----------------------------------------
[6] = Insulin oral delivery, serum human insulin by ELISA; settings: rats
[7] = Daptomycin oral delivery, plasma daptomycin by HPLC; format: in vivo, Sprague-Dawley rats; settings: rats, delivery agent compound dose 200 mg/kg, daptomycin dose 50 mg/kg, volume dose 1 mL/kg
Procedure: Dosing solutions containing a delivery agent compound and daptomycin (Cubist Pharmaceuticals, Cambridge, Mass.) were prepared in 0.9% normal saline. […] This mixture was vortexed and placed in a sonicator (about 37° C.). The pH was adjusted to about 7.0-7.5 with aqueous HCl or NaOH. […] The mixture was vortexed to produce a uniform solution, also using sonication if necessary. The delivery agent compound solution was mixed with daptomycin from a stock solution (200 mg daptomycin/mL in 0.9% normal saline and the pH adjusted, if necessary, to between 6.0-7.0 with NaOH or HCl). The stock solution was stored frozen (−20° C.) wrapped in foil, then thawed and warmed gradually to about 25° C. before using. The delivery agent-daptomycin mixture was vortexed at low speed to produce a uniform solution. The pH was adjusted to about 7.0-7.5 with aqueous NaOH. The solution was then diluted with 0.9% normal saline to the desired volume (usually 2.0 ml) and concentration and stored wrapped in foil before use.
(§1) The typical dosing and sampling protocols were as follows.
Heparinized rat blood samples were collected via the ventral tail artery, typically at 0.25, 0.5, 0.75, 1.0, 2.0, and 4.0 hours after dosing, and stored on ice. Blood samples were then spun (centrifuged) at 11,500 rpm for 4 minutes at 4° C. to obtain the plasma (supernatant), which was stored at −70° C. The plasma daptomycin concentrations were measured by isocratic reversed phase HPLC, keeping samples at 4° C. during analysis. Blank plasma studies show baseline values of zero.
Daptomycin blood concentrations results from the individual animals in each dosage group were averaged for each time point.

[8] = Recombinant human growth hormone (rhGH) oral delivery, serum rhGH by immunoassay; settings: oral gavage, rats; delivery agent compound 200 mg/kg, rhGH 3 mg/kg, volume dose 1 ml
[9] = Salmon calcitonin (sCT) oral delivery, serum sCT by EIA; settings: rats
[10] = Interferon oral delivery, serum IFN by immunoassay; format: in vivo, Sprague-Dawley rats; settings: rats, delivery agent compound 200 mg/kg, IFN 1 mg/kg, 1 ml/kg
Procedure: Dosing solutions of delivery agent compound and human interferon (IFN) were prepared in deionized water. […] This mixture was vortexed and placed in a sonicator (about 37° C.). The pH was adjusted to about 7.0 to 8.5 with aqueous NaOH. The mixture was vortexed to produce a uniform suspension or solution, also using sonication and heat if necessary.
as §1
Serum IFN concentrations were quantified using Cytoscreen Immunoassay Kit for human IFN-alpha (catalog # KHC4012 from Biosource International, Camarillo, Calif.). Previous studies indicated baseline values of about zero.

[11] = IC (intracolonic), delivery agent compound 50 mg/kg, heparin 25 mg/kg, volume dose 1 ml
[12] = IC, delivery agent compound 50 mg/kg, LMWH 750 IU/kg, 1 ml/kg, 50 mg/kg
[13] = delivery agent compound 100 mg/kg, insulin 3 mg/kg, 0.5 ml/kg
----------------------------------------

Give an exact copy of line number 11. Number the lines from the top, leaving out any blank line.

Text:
as §1